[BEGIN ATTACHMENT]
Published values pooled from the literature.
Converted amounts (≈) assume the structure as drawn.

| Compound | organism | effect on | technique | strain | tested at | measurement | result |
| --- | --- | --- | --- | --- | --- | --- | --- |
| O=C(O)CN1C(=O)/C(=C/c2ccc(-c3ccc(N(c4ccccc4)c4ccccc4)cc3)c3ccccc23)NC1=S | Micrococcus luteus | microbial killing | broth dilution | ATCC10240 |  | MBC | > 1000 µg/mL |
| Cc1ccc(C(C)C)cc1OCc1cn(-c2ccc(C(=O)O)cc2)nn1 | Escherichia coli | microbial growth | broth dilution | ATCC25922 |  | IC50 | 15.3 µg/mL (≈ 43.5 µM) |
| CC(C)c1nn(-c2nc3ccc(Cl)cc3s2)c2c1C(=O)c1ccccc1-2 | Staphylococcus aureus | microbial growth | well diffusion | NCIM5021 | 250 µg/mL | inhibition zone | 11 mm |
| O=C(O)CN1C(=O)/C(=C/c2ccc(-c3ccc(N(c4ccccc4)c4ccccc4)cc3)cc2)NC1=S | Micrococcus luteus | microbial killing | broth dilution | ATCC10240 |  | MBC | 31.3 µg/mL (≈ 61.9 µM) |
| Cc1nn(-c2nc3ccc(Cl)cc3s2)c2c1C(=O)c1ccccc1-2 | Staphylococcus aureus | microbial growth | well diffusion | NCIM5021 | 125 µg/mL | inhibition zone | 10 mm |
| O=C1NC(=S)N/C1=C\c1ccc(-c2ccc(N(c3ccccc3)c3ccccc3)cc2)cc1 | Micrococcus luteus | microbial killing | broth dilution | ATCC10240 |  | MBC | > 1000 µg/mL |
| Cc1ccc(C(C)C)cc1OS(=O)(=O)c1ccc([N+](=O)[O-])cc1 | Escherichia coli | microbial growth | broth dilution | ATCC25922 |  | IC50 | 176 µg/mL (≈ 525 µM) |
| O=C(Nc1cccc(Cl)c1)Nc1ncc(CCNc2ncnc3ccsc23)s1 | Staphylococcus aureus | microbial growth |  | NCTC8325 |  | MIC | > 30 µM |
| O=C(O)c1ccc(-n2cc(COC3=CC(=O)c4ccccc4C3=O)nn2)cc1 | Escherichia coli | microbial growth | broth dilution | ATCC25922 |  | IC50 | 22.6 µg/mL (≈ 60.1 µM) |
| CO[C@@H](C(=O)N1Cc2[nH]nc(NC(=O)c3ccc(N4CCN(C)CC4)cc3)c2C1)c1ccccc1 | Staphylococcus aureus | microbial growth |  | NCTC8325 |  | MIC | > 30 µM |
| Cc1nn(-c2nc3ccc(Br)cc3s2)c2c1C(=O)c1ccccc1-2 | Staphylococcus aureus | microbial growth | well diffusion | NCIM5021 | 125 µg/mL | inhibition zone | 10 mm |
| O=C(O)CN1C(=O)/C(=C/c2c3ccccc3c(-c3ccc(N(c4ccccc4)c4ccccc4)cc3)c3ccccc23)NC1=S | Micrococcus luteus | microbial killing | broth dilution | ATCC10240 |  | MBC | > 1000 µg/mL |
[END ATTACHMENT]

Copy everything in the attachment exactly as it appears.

Published values pooled from the literature.
Converted amounts (≈) assume the structure as drawn.

| Compound | organism | effect on | technique | strain | tested at | measurement | result |
| --- | --- | --- | --- | --- | --- | --- | --- |
| O=C(O)CN1C(=O)/C(=C/c2ccc(-c3ccc(N(c4ccccc4)c4ccccc4)cc3)c3ccccc23)NC1=S | Micrococcus luteus | microbial killing | broth dilution | ATCC10240 |  | MBC | > 1000 µg/mL |
| Cc1ccc(C(C)C)cc1OCc1cn(-c2ccc(C(=O)O)cc2)nn1 | Escherichia coli | microbial growth | broth dilution | ATCC25922 |  | IC50 | 15.3 µg/mL (≈ 43.5 µM) |
| CC(C)c1nn(-c2nc3ccc(Cl)cc3s2)c2c1C(=O)c1ccccc1-2 | Staphylococcus aureus | microbial growth | well diffusion | NCIM5021 | 250 µg/mL | inhibition zone | 11 mm |
| O=C(O)CN1C(=O)/C(=C/c2ccc(-c3ccc(N(c4ccccc4)c4ccccc4)cc3)cc2)NC1=S | Micrococcus luteus | microbial killing | broth dilution | ATCC10240 |  | MBC | 31.3 µg/mL (≈ 61.9 µM) |
| Cc1nn(-c2nc3ccc(Cl)cc3s2)c2c1C(=O)c1ccccc1-2 | Staphylococcus aureus | microbial growth | well diffusion | NCIM5021 | 125 µg/mL | inhibition zone | 10 mm |
| O=C1NC(=S)N/C1=C\c1ccc(-c2ccc(N(c3ccccc3)c3ccccc3)cc2)cc1 | Micrococcus luteus | microbial killing | broth dilution | ATCC10240 |  | MBC | > 1000 µg/mL |
| Cc1ccc(C(C)C)cc1OS(=O)(=O)c1ccc([N+](=O)[O-])cc1 | Escherichia coli | microbial growth | broth dilution | ATCC25922 |  | IC50 | 176 µg/mL (≈ 525 µM) |
| O=C(Nc1cccc(Cl)c1)Nc1ncc(CCNc2ncnc3ccsc23)s1 | Staphylococcus aureus | microbial growth |  | NCTC8325 |  | MIC | > 30 µM |
| O=C(O)c1ccc(-n2cc(COC3=CC(=O)c4ccccc4C3=O)nn2)cc1 | Escherichia coli | microbial growth | broth dilution | ATCC25922 |  | IC50 | 22.6 µg/mL (≈ 60.1 µM) |
| CO[C@@H](C(=O)N1Cc2[nH]nc(NC(=O)c3ccc(N4CCN(C)CC4)cc3)c2C1)c1ccccc1 | Staphylococcus aureus | microbial growth |  | NCTC8325 |  | MIC | > 30 µM |
| Cc1nn(-c2nc3ccc(Br)cc3s2)c2c1C(=O)c1ccccc1-2 | Staphylococcus aureus | microbial growth | well diffusion | NCIM5021 | 125 µg/mL | inhibition zone | 10 mm |
| O=C(O)CN1C(=O)/C(=C/c2c3ccccc3c(-c3ccc(N(c4ccccc4)c4ccccc4)cc3)c3ccccc23)NC1=S | Micrococcus luteus | microbial killing | broth dilution | ATCC10240 |  | MBC | > 1000 µg/mL |